Romney Vows Not to Engage in ‘Appeasement’ with Cuba, Looks Forward to Castro’s Death

Jan 25, 2012 5:48pm

MIAMI, FL – Mitt Romney accused President Obama of a policy of “appeasement” toward Cuba and said that he looked forward to the day Fidel Castro dies.

“This is a critical time. I think you realize that. We’ve waited a long, long time for the opportunity that is represented by a new president, and by new leadership, or by old leadership finally kicking the bucket in Cuba,” said Romney, referring to Fidel Castro, during a speech given to a US-Cuba Democracy PAC event in downtown Miami. “I want to be the American president that is proud to be able to say that I was president at the time that we brought freedom back to the people of Cuba.”

“If I’m fortunate to become the next president of the United States it is my expectation that Fidel Castro will finally be taken off this planet,” said Romney. “I doubt he’ll take any time in the sky he’ll find a nether region to be more to his comfort.”

Romney criticized Obama for giving too many “gifts” to Castro during his presidency, remarking that negotiation only works when you get something in return.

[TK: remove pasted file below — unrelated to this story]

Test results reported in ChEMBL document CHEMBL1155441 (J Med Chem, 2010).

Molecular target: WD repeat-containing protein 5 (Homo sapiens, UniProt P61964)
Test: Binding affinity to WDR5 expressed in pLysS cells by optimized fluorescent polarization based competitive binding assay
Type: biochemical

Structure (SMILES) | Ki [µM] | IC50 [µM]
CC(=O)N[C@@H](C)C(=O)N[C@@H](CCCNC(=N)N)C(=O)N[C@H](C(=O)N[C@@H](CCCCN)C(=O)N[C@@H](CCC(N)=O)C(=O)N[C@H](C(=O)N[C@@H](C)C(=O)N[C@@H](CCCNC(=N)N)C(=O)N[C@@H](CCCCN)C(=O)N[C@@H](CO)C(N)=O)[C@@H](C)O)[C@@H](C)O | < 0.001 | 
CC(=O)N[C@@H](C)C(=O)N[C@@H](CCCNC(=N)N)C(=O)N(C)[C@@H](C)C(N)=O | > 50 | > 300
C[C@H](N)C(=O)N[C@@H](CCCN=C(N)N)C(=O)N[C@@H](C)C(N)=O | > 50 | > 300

“I know I learned something about negotiating,” said Romney. “I found that if I was trying to negotiate with someone else that before I gave them something, I wanted to know what I was going to get back. The idea that I’m going to negotiate, it’s a trade – I’m going to get something, and they’re going to get something.”

“What has occurred to me as I’ve watched our president over the last Castro years, is that from time to time we have a president who thinks that a tyrant, that a person who considers America their enemy, that that tyrant will give them something, just by virtue of us giving them something, with no trade whatsoever,” said Romney. “Where we just say here, we’ll give you this thing and hope you’ll give us something nice back. Negotiations are not a matter of giving and hope. They’re a matter of giving and getting in return.”

“This president has decided to give a gift, to Castro, to allow remittances to come from the United States to go into Cuba and help the economy of Cuba. He’s allowed more traveling into Cuba. Showing that olive branch if you will,” said Romney. “And how has it been met? It is met with a man, Wilman Villar, who must sacrifice his own life through his hunger strike, with many, many people being oppressed in prison.”

Villar died last week after a 50-day hunger strike.

“This president does not understand that by helping Castro, he is not helping the people of Cuba he is hurting them, he is not putting forward a policy of freedom, he is accommodating and encouraging a policy of oppression, and if I’m President of the United States, we will return to Helms-Burton and the law, and we will not give Castro any gifts,” said Romney.

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